Museum of City History Leipzig
Bling Bling at Luthers
In 2017, in the Luther Year, the Museum of Leipzig’s History in the Old Town Hall redesigned its exhibition and supplemented the collection with a focus on Luther in Leipzig. One room in the imposing building became the Luther Room. We “inkl. Designers” reformed it into a model of inclusion.
Reformer women are like footballer women. They love jewellery. The centre and showpiece of the entire exhibition is therefore the Ring of Catherine of Bora, which served as the ring for the couple at their wedding in June 1525. In the original, the ring with the ruby measures just under two centimetres in diameter. We thought: bigger is better. Even people who can see well now have a chance to see all the motifs that an unknown artist subsequently placed on the ring.
Jesus on the cross, three cubes with which the soldiers rolled around the crucified man’s clothes. Nails, ropes, lance and the staff with cloths soaked in vinegar to refresh Jesus. All the Passion tools associated with the suffering and death of Christ are hardly recognizable in miniature. On the tactile model at 15x magnification, however, the artistic decoration becomes visible and palpable.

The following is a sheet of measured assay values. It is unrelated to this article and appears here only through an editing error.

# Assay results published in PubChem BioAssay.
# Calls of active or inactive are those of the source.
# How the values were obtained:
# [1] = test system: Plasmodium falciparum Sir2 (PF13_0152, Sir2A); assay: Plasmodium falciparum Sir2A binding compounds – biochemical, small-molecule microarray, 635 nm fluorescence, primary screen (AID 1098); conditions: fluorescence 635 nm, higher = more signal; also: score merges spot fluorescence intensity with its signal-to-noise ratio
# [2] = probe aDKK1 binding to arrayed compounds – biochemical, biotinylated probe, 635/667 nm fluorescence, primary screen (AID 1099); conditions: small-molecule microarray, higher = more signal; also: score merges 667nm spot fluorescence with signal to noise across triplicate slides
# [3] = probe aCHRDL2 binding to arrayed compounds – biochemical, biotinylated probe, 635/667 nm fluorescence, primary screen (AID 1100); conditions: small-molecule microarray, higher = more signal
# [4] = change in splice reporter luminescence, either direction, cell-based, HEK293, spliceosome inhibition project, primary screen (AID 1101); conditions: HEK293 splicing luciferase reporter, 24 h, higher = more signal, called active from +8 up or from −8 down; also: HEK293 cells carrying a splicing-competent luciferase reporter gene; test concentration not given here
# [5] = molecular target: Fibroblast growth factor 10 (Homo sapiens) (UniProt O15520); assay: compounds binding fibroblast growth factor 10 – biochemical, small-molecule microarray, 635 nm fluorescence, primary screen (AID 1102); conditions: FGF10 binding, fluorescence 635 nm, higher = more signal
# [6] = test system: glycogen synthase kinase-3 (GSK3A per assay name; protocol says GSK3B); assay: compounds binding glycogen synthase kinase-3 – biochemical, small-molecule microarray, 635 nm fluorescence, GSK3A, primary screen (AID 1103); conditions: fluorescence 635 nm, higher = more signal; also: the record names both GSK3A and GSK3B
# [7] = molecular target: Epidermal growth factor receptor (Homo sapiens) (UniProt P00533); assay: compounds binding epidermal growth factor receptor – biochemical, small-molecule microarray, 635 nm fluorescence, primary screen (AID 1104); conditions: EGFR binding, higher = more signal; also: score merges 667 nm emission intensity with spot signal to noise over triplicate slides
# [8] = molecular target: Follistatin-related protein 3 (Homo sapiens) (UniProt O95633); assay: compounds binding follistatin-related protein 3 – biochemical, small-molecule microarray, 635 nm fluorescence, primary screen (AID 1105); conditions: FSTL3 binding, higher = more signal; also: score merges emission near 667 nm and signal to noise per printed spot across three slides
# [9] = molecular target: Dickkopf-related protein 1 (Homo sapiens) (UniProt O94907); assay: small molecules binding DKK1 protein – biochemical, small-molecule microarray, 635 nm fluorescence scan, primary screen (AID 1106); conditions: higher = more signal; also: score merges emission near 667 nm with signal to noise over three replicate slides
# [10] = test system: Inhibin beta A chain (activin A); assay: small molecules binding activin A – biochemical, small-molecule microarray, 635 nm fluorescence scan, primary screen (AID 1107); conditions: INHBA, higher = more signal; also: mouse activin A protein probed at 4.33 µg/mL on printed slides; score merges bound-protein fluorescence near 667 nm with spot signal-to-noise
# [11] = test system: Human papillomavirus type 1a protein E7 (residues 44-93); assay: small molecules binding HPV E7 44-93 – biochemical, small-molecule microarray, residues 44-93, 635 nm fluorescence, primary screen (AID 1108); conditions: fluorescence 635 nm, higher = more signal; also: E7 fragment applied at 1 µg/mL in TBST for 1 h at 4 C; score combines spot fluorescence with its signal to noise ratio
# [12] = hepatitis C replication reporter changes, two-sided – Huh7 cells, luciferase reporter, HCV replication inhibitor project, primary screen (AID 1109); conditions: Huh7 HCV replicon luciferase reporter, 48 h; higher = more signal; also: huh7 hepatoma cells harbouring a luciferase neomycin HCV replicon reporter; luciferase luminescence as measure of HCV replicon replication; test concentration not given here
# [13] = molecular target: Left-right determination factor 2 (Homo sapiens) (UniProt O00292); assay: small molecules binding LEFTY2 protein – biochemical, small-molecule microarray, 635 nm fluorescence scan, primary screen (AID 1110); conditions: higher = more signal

Below the model there is also a rotating plate on which all 13 elements can be individually recognized and felt. Detailed explanations can be heard via the museum’s audio guides.
A palpable painting, which shows Martin Luther from the perspective of Lucas Cranach the Older, rounds off the offer. The tactile painting is located on a swivelling desk so that it is easily accessible for wheelchair users and their companions. The fat chin, the massive figure, the folds that Luther’s robe throws are easy to feel and bring the picture to life under your fingers.
Projects like these make the obvious even more visible: design that considers all users is an enrichment – for everyone.